Written by 5:47 am Audiophile Music

How Do You Hear New Music?

Although we all have our old favorites, even the most musically-entrenched listeners need something new. Where do you find new additions to your library?



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One week ago Digital Music News published an article about how
people hear new music that contained seemingly contradictory results. One
report by Nielsen showed that 48% of the U.S. population discovered music via
the radio, with You Tube delivering new music to only 7% of the population. So
much for “new media” capturing the hearts and minds of the people.

But a second study, focused on teenagers, revealed very
different listening and discovery habits. In this survey 64% of teens said they
typically listen to music via You Tube (and the implication is they also discover new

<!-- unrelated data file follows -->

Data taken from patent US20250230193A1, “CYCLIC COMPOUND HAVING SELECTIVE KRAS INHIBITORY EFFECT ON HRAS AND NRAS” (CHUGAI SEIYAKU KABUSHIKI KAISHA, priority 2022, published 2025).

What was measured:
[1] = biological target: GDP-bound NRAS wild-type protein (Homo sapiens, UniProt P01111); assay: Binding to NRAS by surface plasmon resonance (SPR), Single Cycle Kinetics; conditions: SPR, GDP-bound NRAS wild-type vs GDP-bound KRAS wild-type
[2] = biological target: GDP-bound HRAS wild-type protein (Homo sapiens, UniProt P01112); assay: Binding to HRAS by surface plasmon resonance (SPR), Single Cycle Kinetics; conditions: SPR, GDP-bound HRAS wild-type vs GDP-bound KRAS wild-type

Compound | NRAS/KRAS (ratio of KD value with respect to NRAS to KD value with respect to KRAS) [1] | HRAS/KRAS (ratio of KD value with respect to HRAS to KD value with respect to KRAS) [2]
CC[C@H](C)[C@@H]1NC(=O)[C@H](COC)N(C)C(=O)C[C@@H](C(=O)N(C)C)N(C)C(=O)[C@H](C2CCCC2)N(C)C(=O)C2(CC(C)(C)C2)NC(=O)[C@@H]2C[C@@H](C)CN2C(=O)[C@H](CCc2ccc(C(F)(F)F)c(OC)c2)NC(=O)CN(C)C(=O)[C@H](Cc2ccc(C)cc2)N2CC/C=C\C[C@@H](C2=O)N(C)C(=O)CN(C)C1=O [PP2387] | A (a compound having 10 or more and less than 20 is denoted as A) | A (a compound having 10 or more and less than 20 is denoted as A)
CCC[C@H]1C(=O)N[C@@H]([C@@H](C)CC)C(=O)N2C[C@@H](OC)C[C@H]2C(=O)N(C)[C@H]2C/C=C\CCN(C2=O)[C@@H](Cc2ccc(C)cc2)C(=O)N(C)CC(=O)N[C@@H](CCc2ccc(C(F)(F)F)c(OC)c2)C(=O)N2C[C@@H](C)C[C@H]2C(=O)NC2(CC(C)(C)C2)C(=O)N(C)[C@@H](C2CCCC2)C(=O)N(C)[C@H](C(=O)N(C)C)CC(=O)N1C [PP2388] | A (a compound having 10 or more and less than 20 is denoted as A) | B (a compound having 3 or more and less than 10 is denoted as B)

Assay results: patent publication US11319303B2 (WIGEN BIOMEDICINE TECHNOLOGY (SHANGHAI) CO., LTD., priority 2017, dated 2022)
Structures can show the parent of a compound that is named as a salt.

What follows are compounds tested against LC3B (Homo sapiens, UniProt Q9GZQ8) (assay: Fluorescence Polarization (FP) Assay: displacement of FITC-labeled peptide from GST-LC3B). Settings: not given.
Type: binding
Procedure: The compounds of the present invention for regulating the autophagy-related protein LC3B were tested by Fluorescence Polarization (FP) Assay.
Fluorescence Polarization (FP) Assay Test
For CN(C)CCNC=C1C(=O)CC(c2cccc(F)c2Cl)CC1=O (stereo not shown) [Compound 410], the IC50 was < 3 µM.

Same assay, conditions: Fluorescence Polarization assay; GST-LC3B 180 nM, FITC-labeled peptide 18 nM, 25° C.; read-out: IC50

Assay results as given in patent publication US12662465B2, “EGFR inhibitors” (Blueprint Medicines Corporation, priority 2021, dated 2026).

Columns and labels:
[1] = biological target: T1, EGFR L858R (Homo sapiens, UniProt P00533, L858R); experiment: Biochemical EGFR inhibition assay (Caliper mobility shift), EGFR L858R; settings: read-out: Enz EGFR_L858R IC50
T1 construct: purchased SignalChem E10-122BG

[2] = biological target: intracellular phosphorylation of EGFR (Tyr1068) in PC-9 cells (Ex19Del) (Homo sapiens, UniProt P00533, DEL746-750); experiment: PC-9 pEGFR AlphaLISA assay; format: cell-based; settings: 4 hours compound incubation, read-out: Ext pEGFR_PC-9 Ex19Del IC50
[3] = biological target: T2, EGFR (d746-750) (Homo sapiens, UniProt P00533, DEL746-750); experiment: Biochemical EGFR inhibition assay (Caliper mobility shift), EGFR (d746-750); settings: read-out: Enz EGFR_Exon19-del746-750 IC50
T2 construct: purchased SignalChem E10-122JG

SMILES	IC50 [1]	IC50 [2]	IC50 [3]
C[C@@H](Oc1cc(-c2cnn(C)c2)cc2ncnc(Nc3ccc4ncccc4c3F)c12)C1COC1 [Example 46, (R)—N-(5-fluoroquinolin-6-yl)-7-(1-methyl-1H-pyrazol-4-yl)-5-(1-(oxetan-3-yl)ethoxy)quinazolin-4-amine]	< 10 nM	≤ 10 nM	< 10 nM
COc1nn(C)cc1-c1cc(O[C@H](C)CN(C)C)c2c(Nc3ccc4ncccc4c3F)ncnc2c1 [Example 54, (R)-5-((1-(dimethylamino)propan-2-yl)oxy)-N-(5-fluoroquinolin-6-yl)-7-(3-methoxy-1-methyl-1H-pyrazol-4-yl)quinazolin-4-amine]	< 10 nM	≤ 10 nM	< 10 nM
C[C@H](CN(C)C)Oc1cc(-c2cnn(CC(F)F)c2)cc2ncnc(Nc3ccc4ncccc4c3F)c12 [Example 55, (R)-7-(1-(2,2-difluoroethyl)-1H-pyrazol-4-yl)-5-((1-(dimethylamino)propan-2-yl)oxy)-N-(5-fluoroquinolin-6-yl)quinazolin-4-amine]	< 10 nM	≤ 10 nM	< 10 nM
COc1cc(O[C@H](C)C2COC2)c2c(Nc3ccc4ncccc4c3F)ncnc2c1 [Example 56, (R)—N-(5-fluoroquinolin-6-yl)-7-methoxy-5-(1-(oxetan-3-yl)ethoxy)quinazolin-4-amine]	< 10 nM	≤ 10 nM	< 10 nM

music via You Tube.)

My take is that different generations have developed very
different listening habits. Younger listeners are far more apt to turn to You
Tube because they are more likely to have integrated wireless or Internet
entertainment as their primary media experience. Older listeners aren’t as
habitually connected and are more likely to listen a terrestrial radio
broadcast than an Internet feed.

Since I’m also a music reviewer, I discover much of my new
music from CDs that show up, unannounced, via the mail. My second-best source
for new music is festivals and live concerts. Recently I heard the band
Joy
Kills Sorrow
via a live feed of the Telluride Festival – I immediately bought
both their albums via Amazon before the halfway point in their set. My Rhapsody
subscription “stations” also deliver some new music via its affinity
algorithms. Finally, word-of-mouth at jams and other musical events often leads
me to new music.

Radio, especially terrestrial radio, plays very little part in
my quest for new music, but obviously it’s still a big part of many older
Americans media intake.

So, my question early this morning is simple, “How do you
discover new music? And what’s your most recent discovery?”

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